Rolling, Rolling, Rolling (09/24/99)
Bicycle, Bicycle (Capricorn 1999) - One-man wrecking crew Kurt Liebert toils effortlessly in the pond of alternative and exploratory rock. Like Beck, Bicycle melds rock, urban folk, and rap to deliver a deft and head-turning mixture.
Bicycle is primarily a home recording, made on an 8-track recorder. Among the fluctuating band members are Chris Ballewe, formerly of the Presidents of the United States of America, who produced five songs.
Liebert lived in New York City for several years, where he absorbed hip-hop in all its glory. After he was laid off from a job with a pharmaceutical company, Liebert and co-writer Forrest Burtnette logged more than 5,500 miles by bicycle across the U.S. while performing almost nightly. Says Liebert, "Those were the good old days."
Liebert now lives in Seattle, where he flies below the scene. Explains Liebert, "I played around town for a while under the name Kurt Benetar, but now I solely play open mic nights . . . I was looking at all these bands and how bad they were trying to fit into a mold or situation. Then it just hit me: I totally did not care to do any of that rock star bullshit. I decided, 'You're going to have to be who you are.'"
From songs like "All of Her Chords" to the chord-rich "View of the Valley" to "High Plains Drifter," Bicycle is like Cake meets R.E.M.
Other musicians on Bicycle include Andrew Massey on lead guitar, Ed Jewell on bass, and Jon Dombrowski on drums and percussion, with a healthy dollop of help from Brian Chenault on guitars and bass, and Michael Musberger on drums.
The highlight of the album is the humorous "Oh Jesus, I'm Dying," a ukulele-strummed white rap piece that stretches deconstructionist rock to its nth degree.
Texas, The Hush (Universal 1999) - Despite their name, there's not a trace of country in Glasgow's Texas. The band's fifth album, and follow-up to their massively successful White on Blonde (which sold four million copies worldwide, and landed five consecutive Top Ten singles in the UK), The Hush seeks to break into the U.S. market with the band's mix of British synth-pop.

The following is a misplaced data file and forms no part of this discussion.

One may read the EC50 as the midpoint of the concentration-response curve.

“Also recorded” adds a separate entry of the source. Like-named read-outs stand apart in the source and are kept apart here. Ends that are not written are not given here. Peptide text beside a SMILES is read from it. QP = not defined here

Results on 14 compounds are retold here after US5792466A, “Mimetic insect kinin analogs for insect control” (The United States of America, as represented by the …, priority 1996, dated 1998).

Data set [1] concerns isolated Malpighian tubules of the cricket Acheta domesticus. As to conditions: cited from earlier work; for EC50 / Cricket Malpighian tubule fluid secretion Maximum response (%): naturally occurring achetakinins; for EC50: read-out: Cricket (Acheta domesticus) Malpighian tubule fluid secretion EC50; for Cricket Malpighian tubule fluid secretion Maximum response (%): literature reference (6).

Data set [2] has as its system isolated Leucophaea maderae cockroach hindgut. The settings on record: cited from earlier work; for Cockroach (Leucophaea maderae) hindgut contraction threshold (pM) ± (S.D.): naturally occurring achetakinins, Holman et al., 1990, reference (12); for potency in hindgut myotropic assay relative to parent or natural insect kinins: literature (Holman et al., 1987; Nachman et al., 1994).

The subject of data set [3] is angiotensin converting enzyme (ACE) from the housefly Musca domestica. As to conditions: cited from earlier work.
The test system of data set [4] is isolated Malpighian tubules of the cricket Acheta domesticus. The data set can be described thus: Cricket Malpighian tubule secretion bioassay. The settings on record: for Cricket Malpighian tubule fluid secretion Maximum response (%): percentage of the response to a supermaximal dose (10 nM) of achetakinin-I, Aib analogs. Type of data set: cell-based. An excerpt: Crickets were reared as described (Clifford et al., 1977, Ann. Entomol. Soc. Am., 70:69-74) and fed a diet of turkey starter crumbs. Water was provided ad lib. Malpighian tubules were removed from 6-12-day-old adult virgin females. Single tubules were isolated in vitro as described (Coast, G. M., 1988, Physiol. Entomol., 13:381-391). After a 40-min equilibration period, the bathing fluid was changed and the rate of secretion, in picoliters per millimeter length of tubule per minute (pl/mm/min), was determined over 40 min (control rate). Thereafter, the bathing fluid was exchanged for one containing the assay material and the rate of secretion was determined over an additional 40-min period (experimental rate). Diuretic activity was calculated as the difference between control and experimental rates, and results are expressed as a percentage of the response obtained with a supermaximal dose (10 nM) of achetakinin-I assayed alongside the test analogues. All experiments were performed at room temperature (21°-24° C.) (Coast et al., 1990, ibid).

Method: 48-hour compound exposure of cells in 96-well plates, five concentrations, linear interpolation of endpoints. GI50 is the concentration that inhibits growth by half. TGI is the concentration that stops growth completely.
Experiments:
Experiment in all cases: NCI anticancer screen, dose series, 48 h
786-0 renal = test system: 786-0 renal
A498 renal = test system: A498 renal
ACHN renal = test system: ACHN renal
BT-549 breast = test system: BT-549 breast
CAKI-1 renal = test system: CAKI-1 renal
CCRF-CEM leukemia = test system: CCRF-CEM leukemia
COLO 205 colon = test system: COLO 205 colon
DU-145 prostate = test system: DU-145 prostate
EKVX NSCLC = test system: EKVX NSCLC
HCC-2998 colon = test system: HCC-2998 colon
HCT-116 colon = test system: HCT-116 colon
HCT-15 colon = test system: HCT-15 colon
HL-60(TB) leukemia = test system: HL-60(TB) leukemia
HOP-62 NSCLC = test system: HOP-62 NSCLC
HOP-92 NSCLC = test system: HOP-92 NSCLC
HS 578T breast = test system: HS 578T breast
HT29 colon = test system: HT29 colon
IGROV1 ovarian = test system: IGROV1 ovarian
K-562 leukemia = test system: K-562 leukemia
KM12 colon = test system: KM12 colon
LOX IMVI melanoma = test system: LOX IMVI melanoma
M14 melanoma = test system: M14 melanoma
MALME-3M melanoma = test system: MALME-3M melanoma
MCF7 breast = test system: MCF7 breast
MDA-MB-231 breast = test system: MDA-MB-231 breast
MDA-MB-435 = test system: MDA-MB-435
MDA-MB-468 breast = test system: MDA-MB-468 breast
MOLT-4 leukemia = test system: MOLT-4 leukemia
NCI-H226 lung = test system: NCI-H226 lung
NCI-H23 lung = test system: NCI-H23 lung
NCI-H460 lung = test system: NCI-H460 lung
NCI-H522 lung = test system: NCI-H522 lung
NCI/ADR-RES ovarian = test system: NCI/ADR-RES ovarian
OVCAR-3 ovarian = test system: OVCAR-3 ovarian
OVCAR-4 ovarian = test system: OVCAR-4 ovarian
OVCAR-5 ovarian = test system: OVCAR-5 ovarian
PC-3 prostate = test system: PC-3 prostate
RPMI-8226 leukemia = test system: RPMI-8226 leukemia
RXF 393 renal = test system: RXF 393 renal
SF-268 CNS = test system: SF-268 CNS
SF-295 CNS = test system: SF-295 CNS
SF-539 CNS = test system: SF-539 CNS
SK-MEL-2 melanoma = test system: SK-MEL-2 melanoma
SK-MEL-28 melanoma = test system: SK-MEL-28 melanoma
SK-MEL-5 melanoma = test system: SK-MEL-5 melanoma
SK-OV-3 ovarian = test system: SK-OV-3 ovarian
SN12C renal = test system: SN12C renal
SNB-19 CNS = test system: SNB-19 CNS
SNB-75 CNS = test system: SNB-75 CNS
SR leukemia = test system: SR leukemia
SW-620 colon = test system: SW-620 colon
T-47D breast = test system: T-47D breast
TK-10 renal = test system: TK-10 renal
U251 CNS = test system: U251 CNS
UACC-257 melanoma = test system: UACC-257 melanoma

Fronted by singer Sharleen Spiteri, Texas is a Big Thing in England. Sharleen co-writes her songs with bandmate John McElhone, formerly of Altered Images. Other band members include Ally McErlaine on guitar, Eddie Campbell on keyboards, and Micke Wilson on drums.
Spiteri has a hot blend of British sex appeal, explaining, "A bit of Baccara, Abba, Roxy Music. Loads of sex in them, they were always, an easy go. But when you become confident, you can be naturally sexy. Ooze sex. Imagine. Just imagine . . . ."
Spiteri's breakthrough came while she was promoting the band's third album, Ricks Road (their most accessible U.S. release). Says Sharleen, "The next morning, ting! I woke up a different person . . .
"I looked in the mirror and my face had changed. From a girl to a woman. The stress and tightness was gone, all that anger, like gone! After that it was, Right, I'm ready to take over the reins, I'm coming through."
While songs like "Girl" have a confident British pop sound, "Zero Zero" has a moody, instrumental feel.
At the end of the day, The Hush is mush. Well-made mush, but still mush. Pleasant club music, but don't look for The Hush to send Texas into the U.S. stratosphere.
Hedwig and the Angry Inch (Atlantic 1999) - We must be a long way from New York City. Because I didn't hear a word about the off-Broadway glam-rock musical, Hedwig and the Angry Inch (the show is now opening in Los Angeles).
But the soundtrack (produced by Brad Wood, who has worked with Liz Phair and the Smashing Pumpkins) is a pretty good rock record in it's own right. The album captures the headlining performance of John Cameron Mitchell as East German transsexual songstress Hedwig Schmidt, with a dozen songs by composer/lyricist Stephen Trask.
The original cast recording includes the shows complete score, together with a new track, "Random Number Generation" written especially for the album.
Hedwig and the Angry Inch opened on Valentines Day 1998, and is essentially a club gig by Hedwig, her band, the Angry Inch and androgynous protégée/back-up singer Yatzak (Miriam Shor), intertwined with Hedwig's hilarious, bawdy, and sometimes touching monologues.
Portraying the Angry Inch is New York's City pop-rock combo Cheater, consisting of Steven Trask on keyboard, guitar, and vocals, Chris Weilding on guitar, Scott Bilbrey on bass, and David McKinley comfortable on drums.
Clearly influenced by David Bowie (more "Diamond Dogs" than "Ziggy Stardust"), the album incorporates a bright rock sound. From tracks like "Angry Inch" (an in-your-face rocker) to more subdued ballads like "Wicked Little Town," Hedwig and the Angry Inch seeks to walk that difficult track: the rock opera.
And that's where I question the success of Hedwig and the Angry Inch. While the album has unifying elements, I have a difficult time piecing together a story from the songs (compare with the story line in The Wall by Pink Floyd and by Tommy by The Who).
Which is not to say that Hedwig is a failure; the album creates a certain feel (although I prefer the brash cuts like "Exquisite Corpse" over the ballads). Maybe you need to see it live to get a better understanding.
- Randy Krbechek © 1999
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